Ferries from the port of Kymi on Greece’s east coast will take you to the fashionable, low-key island of Skyros – the largest of the Sporades. Relatively untouched by international tourists, the island is a mixture of secluded shimmering bays, laid-back towns and fascinating traditions. For those looking for a tranquil yet invigorating break, Skyros has an eclectic mix of things to do.
Skyros’ Mount Olympus isn’t the Mount Olympus – otherwise known as Mountain of the Gods – on mainland Greece. But with a bird’s-eye view of the Aegean Sea from its summit, this mountain in northern Skyros is worth visiting. Follow a circular route from the main town Hora through peaceful pine forests and up towards the peak. The entire trail is 12.7km (7.9mi) and takes five hours – but if you want a shorter trip, halve the hike by turning back to Hora after you’ve hit the summit.
The Monastery of Saint George, tucked away within the walls of the Byzantine Castle above Skyros Town, was damaged in a 2001 earthquake but reopened to visitors in 2015. Spend the afternoon wandering around the monastery’s whitewashed buildings and paved courtyards, lined with exotic plants in big ceramic pots, before heading inside the Saint George church, where you can marvel at the valuable frescos and exquisite religious paintings. Don’t miss epic views of the town and ocean from the west-side balcony.
This Byzantine Castle sits at the highest point of Skyros Town. While only a fraction of the original fortifications remains, you can begin to imagine the stone castle in its former glory. From its walls, take in vistas of whitewashed box-shaped houses, golden beaches and the Aegean Sea. You can also dip into the Saint George Monastery, located within the castle walls, as you learn about some of Skyros’ most important history and snap photos from the epic viewpoints.
Skyros’ mountains are home to a rare breed of short ponies, treasured by locals. There’s a strict look but don’t touch policy with the Skyros ponies – instead visitors are encouraged to ride regular horses at the Appaloosa Horse Club, in the island’s northern hills. Explore the island’s wilderness on horseback, cantering over breezy hilltops, or sign up for the three-hour excursion to the beach – where you can gallop at golden hour before dismounting for a swim.
Kalogria Beach, in the Kyra Panagia bay on Skyros’ northwest coast, is an idyllic spot, designed for whiling away hours under the sun. Get there in good time to nab a comfortable sunbed, complete with a straw umbrella, and make use of the changing cabins if needs be. Break from the rays only to feast on fresh Greek salads and pink wine from the Cooknara Beach Bar, a short way back from the beach.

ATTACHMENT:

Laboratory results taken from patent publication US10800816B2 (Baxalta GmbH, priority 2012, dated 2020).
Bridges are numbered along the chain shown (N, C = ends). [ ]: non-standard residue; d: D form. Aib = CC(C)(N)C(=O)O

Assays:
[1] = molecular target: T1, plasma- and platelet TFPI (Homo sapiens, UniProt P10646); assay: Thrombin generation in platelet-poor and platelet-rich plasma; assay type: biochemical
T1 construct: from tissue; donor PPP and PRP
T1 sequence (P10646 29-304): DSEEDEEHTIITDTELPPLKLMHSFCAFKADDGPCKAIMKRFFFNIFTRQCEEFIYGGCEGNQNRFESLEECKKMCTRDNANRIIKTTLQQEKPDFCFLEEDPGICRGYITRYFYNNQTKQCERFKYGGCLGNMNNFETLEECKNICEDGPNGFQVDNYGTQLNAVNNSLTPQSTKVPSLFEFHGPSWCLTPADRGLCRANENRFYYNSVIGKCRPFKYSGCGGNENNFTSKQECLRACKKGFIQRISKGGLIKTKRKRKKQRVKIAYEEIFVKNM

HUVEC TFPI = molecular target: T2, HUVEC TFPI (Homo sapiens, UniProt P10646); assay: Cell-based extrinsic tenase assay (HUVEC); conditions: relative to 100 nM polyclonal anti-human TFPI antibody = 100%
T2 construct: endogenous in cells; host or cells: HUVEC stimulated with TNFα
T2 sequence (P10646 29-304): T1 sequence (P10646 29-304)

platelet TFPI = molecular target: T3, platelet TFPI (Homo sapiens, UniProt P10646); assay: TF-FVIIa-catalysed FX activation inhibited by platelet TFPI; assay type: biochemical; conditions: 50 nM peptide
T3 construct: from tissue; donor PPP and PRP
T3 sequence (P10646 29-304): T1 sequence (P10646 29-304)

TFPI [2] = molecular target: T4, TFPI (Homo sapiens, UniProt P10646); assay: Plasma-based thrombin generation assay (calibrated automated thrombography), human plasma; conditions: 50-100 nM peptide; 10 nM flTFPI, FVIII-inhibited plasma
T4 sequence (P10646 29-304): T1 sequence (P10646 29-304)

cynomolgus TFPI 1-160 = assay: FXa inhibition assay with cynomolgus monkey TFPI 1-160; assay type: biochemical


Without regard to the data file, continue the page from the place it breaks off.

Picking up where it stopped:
Fascinated by folklore? Head to this museum, spread across the Faltaits family’s sprawling 19th-century mansion, which unravels mythology, folklore and lifestyle from various periods of Skyros’ long history. The multi-level labyrinth, just below Brooke Square in Skyros Town, showcases traditional local costumes, antique furniture, weapons, cooking pots, manuscripts, rare books and old photographs. Time it right and you can watch plays and concerts from the stone amphitheatre that’s still in action. Stop by the gift shop to pick up vibrant fabrics, bespoke ceramics and colourful prints.
Escape the scorching heat by wandering through this fascinating courtyard museum, which displays artefacts from the Early Helladic to the Roman occupation. The museum offers English-language leaflets, so you can read up on the island’s rich history as you cruise between glass cabinets full of Mycenaean pottery, Skyros jewellery and artefacts from the Bronze Age excavation at Palamari. You’ll be transported back in time with a recreation of a traditional Skyrian house interior with all its everyday tools and furniture.
In the middle of Skyros Town stands a statue of British World War I poet Rupert Brooke, who died on a navy ship moored off the island in 1915. You can visit his remote hilltop grave in the south, but there’s also an impressive bronze statue in the paved area of Skyros Town called Brooke Square. The monument overlooks the sweeping coastline and whitewashed local houses, and is best photographed when glowing in twilight light.
Every year over the last two weeks of February, locals dress in goat masks, hairy jackets and belts ladened with dozens of copper bells – and dance through the streets of Skyros Town. It is attended by few in-the-know foreigners, meaning it’s a truly unique opportunity to witness an authentic local ritual. Join the thongs of party-goers and strangely attired figures, clanking their bells in the light of blazing red flares.
There are plenty of reasons why you should visit Skyros, and not just for the best hotels that you can book through Culture Trip. Alternatively, head to Athens and see some historical sites, before trying some authentic Greek cuisine and booking a stay at a boutique hotel.
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